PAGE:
FoxNews.com today has a story about six middle school students in Nevada who used Facebook to promote “Attack a Teacher Day.”
The girls – one who is 13, five who are 12 – allegedly invited 100 friends from two separate middle schools in Carson City, NV to participate in the “event” between 7 AM and 9 AM today. Fourteen friends accepted the invitation, leaving comments that included the names of teachers the planned to attack.
Alerted by a parent, the girls were brought to the principal’s office and then arrested on charges of coveying a threat.
Here’s the thing: these are honor students, good kids with no history of making trouble. They told officials they were just joking around, but Carson City Sheriff Ken Furlong told FoxNews.com that some of the responses to the girls’ Facebook event were very serious. He says:
“They just clearly don’t understand the lethal potential of something like this going out of control. And that’s to assume the kids were sincere in that they thought it was funny. But the actual threats posted were not funny at all.”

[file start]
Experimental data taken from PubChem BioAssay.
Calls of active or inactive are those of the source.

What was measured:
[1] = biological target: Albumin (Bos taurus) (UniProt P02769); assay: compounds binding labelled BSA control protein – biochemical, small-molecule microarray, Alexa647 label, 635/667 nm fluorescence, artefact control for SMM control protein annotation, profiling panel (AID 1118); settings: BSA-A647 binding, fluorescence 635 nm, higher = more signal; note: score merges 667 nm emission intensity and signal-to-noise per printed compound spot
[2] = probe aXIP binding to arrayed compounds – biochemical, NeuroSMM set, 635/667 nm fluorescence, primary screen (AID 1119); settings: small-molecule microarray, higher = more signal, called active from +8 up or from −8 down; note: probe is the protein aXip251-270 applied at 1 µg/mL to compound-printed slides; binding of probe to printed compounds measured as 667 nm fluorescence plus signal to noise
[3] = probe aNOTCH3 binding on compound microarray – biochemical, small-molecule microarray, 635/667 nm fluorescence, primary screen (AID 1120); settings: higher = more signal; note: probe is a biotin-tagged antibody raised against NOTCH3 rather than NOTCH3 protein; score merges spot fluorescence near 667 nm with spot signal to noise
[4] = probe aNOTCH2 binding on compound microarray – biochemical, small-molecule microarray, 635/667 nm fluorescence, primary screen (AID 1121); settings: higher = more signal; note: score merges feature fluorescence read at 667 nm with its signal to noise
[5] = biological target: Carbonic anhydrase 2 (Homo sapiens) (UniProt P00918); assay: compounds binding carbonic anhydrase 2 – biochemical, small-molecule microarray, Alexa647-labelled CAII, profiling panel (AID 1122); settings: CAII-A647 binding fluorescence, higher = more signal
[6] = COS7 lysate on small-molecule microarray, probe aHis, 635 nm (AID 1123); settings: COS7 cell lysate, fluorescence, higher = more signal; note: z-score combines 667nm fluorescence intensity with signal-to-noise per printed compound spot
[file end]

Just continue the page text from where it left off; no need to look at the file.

It’s a scary thing, isn’t it? When supposedly good kids find it funny to threaten their teachers with physical attacks?
It’s a symptom, though, of what happens when we become disconnected from each other in a growing technological society. Kids – and adults – spend so much time interacting with each other via text messaging and social networking sites that they forget that they’re talking with other humans. If the method of creating this “event” meant creating posters and hanging them in the cafeteria, I’ll go out on a limb and guess that these girls would have been horrified at the thought – of being caught, of actually interacting with their fellow students who might take it seriously, of having to look at the teachers they planned to attack.
So here’s today’s food for thought: Technology has made it possible for us to be anonymous online – so why is it that we use that anonymity to be mean and evil, instead of kind and loving? Why is cyber bullying on the rise – why not random acts of anonymous kindness? And most importantly, can we even really love our neighbors the way Jesus taught when we live in a virtual society?